Table of Contents
ISRN Education
Volume 2013, Article ID 840627, 6 pages
Research Article

Can We Share Multiple Choice Questions across Borders? Validation of the Dutch Knowledge Assessment in Family Medicine in Flanders

1Interuniversity Centre for Education in General Practice, Kapucijnenvoer 33, Block J, P.O. Box 7001, Belgium
2Department of Family Medicine and Primary Health Care, Ghent University, De Pintelaan 185-6K3, Belgium
3University of Antwerp, Campus Drie Eiken, D.R. 315, Universiteitsplein 1, 2610 Wilrijk, Belgium
4Department of Public Health and Primary Care, Academic Centre of General Practice, University of Leuven, Kapucijnenvoer 33, Block J, P.O. Box 7001, 3000 Leuven, Belgium
5Department of Public Health and Primary Care, Academic Centre of General Practice, Catholic University Leuven, Leuven, Belgium
6Department of Public Health and Primary Care, Academic Centre of General Practice, Academic Teaching Practice, Leuven, Belgium

Received 21 August 2013; Accepted 30 September 2013

Academic Editors: K. Kingsley and R. Pasnak

Copyright © 2013 Lynn Ryssaert et al. This is an open access article distributed under the Creative Commons Attribution License, which permits unrestricted use, distribution, and reproduction in any medium, provided the original work is properly cited.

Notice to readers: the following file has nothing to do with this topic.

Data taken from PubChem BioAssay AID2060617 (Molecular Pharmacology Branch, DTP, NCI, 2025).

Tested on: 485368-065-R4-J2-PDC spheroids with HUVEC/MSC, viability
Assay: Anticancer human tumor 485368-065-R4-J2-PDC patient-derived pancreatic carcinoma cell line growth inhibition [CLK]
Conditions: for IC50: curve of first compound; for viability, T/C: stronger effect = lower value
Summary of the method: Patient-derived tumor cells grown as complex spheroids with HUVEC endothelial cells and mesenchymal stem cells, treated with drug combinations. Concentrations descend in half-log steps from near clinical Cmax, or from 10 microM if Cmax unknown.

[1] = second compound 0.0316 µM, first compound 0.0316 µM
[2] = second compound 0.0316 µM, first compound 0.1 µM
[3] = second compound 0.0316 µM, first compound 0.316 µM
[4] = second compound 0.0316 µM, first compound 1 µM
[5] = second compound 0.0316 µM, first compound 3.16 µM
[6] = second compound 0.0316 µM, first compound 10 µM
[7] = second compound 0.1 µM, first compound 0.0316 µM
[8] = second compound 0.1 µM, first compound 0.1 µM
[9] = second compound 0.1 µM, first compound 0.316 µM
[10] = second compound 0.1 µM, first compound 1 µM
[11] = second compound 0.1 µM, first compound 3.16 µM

Background. One of the methods to test knowledge of Family Medicine trainees is a written exam composed of multiple choice questions. Creating high-quality multiple choice questions requires a lot of experience, knowledge, and time. This study explores the opportunity to run the Dutch knowledge assessment in Flanders as well, the use of this test for formative purposes. Methods. The study test was performed in a Flemish sample of postgraduate Family Medicine (FM) trainees and FM trainers. The Dutch test, adjusted to the Flemish context, was analyzed according to the classical test theory: difficulty factor and discriminating power of the items and reliability of the test. Results. 82 of the 154 items well divided the group into two equal parts of correct and incorrect responders. The distribution of the discrimination index, of the items with an acceptable difficulty factor, was [−0.012–0.530]. The item-test-correlation shows that 52 items do not fit, and 87 items need revision in varying degrees. The test reliability was 0.917. Conclusion. The test was highly reliable, but many MC questions appeared to be too easy and poorly discriminative. Therefore, we question the test validity and recommend reconsideration of the items based on difficulty before it is applied and used as a mandatory formative test.